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Motormouth: Downshifting

Bob Weber, Tribune News Service on

Published in Automotive News

Q: I own a car with an 8-speed automatic transmission and manual shifters. If I am approaching a red light 50-100 yards away, am I better off downshifting or gently applying the brakes? Does repeated downshifting do long term damage to the transmission?

P.J., South Windsor, Connecticut

A: Many transmissions remain in the drive mode or can be switched to manual setting allowing you to select your own shift points. The technology is an outgrowth of Formula 1 racing. You may leave the gear selector in drive and still operate the manual shifters. The transmission will revert to drive without harm. When the cruise control is set, the car may downshift on its own to take advantage of engine braking when descending a hill. The short answer is that yes, you may downshift approaching a red light. I put my transmission in manual mode and use the paddles exclusively on twisty country two-lanes. Woohoo!

Q: Regarding the query from a recent reader about why people leave 20 feet of distance between cars at a stoplight: One reason may be that, with the increase in carjackings in many cities, police departments advise drivers to leave room to maneuver in case someone tries to hem them in.

V.P., Chicago

A: Many readers mentioned this. But I wonder how useful it is to evade a carjacker. It’s not easy to outrun a gun.

Q: I own an Audi Quattro and a Toyota SUV with all-wheel drive. Both vehicle manuals state to rotate the tires front to back and vice versa. I buy my replacement tires at Costco and they insist that AWD vehicles have the tires crisscrossed when rotating. Which method is correct for these types of vehicles?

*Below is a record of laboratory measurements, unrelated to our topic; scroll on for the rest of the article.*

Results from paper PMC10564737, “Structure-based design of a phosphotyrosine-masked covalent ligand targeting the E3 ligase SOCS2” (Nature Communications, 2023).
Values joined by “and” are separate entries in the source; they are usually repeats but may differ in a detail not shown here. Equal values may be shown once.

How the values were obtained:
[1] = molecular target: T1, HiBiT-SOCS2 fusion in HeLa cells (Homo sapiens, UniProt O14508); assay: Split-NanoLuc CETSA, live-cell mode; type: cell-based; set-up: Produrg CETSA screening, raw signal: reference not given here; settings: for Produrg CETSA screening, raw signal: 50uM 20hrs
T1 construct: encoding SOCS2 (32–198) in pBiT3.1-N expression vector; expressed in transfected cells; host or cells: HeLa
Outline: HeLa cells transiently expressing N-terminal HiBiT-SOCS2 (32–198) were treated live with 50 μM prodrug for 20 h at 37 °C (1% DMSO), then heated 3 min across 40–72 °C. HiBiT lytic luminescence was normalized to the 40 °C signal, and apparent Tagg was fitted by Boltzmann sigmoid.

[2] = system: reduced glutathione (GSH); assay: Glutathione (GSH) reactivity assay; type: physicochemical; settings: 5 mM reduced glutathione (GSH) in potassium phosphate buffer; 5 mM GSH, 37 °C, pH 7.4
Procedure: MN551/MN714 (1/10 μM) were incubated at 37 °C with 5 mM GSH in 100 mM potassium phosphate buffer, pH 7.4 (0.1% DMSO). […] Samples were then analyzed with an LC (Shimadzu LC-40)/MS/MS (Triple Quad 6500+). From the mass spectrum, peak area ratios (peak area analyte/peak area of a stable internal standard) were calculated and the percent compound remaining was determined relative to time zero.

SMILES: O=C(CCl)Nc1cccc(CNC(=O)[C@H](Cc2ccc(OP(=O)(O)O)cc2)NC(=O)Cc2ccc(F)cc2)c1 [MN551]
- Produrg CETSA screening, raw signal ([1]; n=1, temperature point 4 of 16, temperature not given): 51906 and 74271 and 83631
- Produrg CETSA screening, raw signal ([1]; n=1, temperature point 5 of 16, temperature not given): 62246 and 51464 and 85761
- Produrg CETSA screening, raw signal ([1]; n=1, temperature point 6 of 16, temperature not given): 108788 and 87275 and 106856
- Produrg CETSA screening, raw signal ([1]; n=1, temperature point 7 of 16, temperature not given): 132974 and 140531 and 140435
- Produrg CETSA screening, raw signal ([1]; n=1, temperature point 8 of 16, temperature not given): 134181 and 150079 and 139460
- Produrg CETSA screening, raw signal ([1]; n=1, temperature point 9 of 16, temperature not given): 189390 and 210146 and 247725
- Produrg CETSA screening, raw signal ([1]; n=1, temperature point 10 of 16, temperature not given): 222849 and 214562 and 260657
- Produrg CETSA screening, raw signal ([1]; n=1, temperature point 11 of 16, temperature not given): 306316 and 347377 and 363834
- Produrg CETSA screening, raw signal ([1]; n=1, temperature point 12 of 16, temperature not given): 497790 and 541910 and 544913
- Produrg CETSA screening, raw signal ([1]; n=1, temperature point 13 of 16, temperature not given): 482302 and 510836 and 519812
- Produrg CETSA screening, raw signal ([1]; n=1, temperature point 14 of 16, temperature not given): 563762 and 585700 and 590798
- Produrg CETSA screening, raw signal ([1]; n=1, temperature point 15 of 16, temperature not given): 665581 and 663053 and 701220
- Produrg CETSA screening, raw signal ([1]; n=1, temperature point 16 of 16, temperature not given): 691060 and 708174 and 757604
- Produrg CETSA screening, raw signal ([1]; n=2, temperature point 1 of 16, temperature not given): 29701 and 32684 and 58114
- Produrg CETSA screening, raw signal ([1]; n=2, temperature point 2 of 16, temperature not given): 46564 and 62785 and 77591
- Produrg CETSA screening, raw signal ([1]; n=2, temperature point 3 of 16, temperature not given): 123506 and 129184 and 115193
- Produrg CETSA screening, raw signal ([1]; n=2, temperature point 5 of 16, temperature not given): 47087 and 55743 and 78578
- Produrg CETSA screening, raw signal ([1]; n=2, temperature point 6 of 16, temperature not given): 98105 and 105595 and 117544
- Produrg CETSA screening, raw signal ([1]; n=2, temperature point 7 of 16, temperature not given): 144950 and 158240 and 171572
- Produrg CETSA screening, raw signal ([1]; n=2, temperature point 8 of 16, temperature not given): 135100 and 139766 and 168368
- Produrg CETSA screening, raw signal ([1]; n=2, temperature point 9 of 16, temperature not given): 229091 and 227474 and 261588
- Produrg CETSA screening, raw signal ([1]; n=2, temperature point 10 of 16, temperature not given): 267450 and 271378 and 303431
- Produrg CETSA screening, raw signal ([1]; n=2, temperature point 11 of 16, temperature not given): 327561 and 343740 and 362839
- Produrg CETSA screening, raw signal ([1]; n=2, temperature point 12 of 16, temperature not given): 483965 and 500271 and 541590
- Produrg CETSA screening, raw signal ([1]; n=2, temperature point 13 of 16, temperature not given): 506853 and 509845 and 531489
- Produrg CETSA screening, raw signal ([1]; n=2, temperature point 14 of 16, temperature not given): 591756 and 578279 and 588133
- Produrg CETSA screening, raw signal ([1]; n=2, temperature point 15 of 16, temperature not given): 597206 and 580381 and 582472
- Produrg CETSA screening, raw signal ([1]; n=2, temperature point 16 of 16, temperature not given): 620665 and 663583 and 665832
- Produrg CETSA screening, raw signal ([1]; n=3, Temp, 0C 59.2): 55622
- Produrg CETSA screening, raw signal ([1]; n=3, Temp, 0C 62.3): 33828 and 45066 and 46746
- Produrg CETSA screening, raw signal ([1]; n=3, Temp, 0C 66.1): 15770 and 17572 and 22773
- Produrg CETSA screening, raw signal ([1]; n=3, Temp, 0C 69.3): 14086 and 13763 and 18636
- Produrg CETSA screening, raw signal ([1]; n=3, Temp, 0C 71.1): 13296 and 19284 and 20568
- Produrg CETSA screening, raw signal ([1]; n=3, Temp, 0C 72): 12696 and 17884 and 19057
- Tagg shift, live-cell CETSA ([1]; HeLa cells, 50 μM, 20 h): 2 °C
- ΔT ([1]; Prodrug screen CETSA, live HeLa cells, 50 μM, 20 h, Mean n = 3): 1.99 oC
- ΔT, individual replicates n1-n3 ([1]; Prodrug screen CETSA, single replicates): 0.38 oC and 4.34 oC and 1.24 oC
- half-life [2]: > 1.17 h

T.F., Virginia Beach, Virginia


A: Rotating your tires ensures that they wear evenly at the same rate. That’s important on all-wheel-drive vehicles since replacing only one or two tires is prohibited. Audi’s front-to-rear and rear-to-front meet these needs. But Bridgestone, the brand that Costco sells says: “ Recommended for 4-wheel and all-wheel-drive vehicles…all tires are moved diagonally….” In my opinion, both techniques are acceptable and infinitely better than neglecting rotations. It warms my heart to see people rotating their tires.

Q: I always use Top Tier gas from the same brand in my vehicles. But I was wondering, does it make sense to vary the brands to get a variety of additives/detergents or does it not make a difference?

M.U., Chicago

A: Gasoline is a commodity. Most of it is shipped via pipelines to depots (often called tank farms). All gasolines are the same until the additives are blended in. So, all Top Tier gasolines have additives that meet those criteria. Short answer: Switching brands is perfectly fine.

Q: I live in Illinois.The state is increasing the amount of ethanol in our gasoline from 10% to 15%. I own a 2005 Subaru Forester and my parents have a 1995 Lincoln Town Car. Is this increase in ethanol going to have a negative impact on the engines of these two cars?

N.G., Westchester, Illinois

A: Check your owner’s manual for what the carmaker recommends. If your car is 2001 or older, do not use more than 10% ethanol — E10. That’s the most common blend of regular gas. In a pinch, one tank of E15 won’t hurt anything, but regular use could cause assorted damage in that 1995 Town Car. One more thing: The more alcohol in the gas, the lower the fuel economy. If you want to search for gas stations that don’t sell E15, try the GasBuddy app.

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